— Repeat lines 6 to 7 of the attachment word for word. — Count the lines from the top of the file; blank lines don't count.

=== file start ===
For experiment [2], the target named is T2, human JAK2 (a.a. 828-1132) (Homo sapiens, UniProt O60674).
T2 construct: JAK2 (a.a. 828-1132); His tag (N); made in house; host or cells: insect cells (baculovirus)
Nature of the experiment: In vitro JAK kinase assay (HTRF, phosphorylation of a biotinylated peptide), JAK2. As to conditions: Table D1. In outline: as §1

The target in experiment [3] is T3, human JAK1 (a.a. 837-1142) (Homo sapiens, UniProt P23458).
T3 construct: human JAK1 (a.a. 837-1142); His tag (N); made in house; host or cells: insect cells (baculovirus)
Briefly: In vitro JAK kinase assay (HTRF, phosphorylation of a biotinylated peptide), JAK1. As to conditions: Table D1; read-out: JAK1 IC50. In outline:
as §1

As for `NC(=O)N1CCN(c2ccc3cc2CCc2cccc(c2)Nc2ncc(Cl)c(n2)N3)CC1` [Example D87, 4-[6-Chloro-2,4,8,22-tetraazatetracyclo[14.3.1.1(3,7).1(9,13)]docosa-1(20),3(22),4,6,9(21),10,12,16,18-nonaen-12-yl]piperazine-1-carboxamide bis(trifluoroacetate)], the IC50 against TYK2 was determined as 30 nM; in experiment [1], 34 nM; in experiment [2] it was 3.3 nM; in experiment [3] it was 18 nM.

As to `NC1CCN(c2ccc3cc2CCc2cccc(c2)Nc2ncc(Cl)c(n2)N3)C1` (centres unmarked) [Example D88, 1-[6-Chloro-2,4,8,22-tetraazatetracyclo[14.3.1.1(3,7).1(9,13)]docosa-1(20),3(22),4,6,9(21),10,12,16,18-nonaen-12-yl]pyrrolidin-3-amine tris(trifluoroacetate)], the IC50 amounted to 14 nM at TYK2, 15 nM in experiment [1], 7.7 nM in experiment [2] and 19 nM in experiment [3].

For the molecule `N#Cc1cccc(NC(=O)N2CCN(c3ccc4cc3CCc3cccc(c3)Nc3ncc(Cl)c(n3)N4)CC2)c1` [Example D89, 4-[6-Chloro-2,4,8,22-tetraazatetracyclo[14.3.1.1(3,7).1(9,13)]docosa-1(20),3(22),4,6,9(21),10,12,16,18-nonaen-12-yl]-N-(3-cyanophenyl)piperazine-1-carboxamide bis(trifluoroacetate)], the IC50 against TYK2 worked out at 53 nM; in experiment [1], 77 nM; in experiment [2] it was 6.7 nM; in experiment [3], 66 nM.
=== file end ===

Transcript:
Briefly: In vitro JAK kinase assay (HTRF, phosphorylation of a biotinylated peptide), JAK1. As to conditions: Table D1; read-out: JAK1 IC50. In outline:
as §1